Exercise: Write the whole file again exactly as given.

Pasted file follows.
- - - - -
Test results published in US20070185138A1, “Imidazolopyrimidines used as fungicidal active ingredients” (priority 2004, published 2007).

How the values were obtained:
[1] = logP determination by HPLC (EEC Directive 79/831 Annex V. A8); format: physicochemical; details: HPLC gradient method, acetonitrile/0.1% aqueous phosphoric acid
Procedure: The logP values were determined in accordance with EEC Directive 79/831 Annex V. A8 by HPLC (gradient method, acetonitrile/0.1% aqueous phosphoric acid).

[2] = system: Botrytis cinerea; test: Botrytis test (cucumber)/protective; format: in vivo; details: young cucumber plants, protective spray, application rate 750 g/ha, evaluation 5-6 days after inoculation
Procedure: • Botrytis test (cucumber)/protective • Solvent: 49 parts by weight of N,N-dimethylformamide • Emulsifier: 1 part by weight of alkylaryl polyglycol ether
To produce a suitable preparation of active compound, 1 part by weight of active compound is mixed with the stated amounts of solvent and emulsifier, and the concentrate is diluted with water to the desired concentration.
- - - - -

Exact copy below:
Test results published in US20070185138A1, “Imidazolopyrimidines used as fungicidal active ingredients” (priority 2004, published 2007).

How the values were obtained:
[1] = logP determination by HPLC (EEC Directive 79/831 Annex V. A8); format: physicochemical; details: HPLC gradient method, acetonitrile/0.1% aqueous phosphoric acid
Procedure: The logP values were determined in accordance with EEC Directive 79/831 Annex V. A8 by HPLC (gradient method, acetonitrile/0.1% aqueous phosphoric acid).

[2] = system: Botrytis cinerea; test: Botrytis test (cucumber)/protective; format: in vivo; details: young cucumber plants, protective spray, application rate 750 g/ha, evaluation 5-6 days after inoculation
Procedure: • Botrytis test (cucumber)/protective • Solvent: 49 parts by weight of N,N-dimethylformamide • Emulsifier: 1 part by weight of alkylaryl polyglycol ether
To produce a suitable preparation of active compound, 1 part by weight of active compound is mixed with the stated amounts of solvent and emulsifier, and the concentrate is diluted with water to the desired concentration.